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Splitting Heirs

Updated: Oct 31, 2019

There's no argument to be made. Please deal with it.

I mean, it’s not that I don’t like The Lion King. And realistically, it deserved an all-black cast the first time around, though for Jeremy Irons and John Cleese I’d make an exception. I’m just of the same mindset as Beauty and the Beast — it was already so good the first time, it really shouldn’t demand a remake. But I’ve always been troubled about The Lion King. Or, more specifically, troubled about how people talk about The Lion King, and how the creators have mislabeled The Lion King.

Drop everything you’ve heard. The Lion King is absolutely not William Shakespeare’s Hamlet with Africa-animals.

No. I don’t want to hear any of it. Don’t come at me. Enough. Drop it. It’s fake news. I’m sick of having this argument and I don’t want it to spring up again now it’s fresh in the press with a side-order of Beyonce stunt-casting.

I mean... they flared the eyes a bit but is there really any way to tell this lion apart from any other lion?

Okay. So you want to insist that The Lion King is a re-telling of Hamlet. Why? Because some king gets murdered by his brother who goes on to marry his sister-in-law? This is… well, it’s literally the only similarity, and even then it’s choppy.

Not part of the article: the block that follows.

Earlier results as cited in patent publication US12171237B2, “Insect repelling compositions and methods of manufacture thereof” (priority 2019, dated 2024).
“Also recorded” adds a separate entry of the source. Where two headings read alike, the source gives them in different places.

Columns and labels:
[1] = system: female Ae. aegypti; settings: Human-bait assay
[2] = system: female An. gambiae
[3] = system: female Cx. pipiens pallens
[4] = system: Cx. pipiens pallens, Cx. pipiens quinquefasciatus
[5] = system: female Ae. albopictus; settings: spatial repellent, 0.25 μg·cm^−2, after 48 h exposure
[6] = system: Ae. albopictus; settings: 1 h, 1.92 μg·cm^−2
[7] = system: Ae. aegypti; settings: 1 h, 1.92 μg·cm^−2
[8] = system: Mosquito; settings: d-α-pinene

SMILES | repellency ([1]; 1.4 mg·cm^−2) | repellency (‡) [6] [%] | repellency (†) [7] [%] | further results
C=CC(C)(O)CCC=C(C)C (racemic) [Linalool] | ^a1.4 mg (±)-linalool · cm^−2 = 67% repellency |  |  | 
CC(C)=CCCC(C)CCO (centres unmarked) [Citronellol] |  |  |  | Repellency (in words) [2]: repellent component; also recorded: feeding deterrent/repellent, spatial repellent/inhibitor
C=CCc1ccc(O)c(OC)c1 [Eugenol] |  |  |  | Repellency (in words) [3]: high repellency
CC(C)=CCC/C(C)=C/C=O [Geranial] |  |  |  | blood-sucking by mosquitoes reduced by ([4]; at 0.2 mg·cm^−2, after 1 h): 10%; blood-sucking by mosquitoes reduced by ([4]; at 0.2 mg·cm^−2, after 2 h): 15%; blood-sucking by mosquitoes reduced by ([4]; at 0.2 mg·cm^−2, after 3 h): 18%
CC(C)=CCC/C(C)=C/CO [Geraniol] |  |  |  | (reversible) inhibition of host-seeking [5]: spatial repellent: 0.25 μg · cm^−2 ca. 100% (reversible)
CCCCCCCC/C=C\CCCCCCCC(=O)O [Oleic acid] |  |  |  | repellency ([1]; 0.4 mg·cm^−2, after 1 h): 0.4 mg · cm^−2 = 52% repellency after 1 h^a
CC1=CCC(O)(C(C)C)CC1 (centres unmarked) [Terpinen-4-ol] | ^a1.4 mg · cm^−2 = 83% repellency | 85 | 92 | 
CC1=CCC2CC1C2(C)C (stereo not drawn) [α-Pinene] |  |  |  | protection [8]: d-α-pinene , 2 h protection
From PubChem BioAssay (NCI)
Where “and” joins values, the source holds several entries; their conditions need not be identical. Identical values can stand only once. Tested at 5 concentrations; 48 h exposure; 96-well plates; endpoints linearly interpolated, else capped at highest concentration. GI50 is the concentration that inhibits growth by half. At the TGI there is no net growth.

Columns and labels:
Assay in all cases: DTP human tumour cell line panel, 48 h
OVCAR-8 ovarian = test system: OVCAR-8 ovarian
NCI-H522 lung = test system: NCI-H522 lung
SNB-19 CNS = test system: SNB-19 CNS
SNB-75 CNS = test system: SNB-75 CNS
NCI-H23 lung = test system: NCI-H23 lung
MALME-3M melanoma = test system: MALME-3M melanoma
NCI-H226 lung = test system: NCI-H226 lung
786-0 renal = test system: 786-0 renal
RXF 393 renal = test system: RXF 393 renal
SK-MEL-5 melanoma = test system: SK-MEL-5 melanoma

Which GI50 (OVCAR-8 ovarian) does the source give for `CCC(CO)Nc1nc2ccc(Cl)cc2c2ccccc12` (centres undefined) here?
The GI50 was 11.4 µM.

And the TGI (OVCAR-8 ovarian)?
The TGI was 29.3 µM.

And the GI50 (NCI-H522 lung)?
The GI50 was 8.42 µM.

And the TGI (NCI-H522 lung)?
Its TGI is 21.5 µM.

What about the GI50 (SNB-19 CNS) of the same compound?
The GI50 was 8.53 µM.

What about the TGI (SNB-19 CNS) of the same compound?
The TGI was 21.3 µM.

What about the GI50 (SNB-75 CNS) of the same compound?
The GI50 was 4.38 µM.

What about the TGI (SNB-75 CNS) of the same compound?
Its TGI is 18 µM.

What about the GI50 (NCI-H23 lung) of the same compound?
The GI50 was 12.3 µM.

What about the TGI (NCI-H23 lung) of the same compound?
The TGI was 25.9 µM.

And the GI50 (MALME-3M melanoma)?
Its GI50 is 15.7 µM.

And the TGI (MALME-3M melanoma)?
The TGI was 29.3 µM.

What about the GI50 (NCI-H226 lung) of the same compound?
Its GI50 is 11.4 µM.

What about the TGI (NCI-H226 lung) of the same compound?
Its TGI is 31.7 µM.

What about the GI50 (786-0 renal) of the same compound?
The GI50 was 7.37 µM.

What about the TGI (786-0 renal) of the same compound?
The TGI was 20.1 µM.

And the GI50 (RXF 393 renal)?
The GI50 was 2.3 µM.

Oh, snap.

We’re already off the rails because it was never really specified in the original cartoon that Sarabi and Scar were humping it out. I mean. The whole Lion society doesn’t really line up very well. Because Prides never get that large, and there’s only one alpha male. And he has free rein of all the lady-lions.

"Right in front of my salad?"

And if the alpha male does tolerate other lions, it’s because they are gay lions, and therefore not seen as a threat. (Scar is gay: nature-confirmed.) Furthermore, Sarabi and all the other lions, aren’t that happy about Scar being the new alpha-King. Also not a characteristic of Hamlet, where all the court and the queen adore Claudius and suspect absolutely nothing.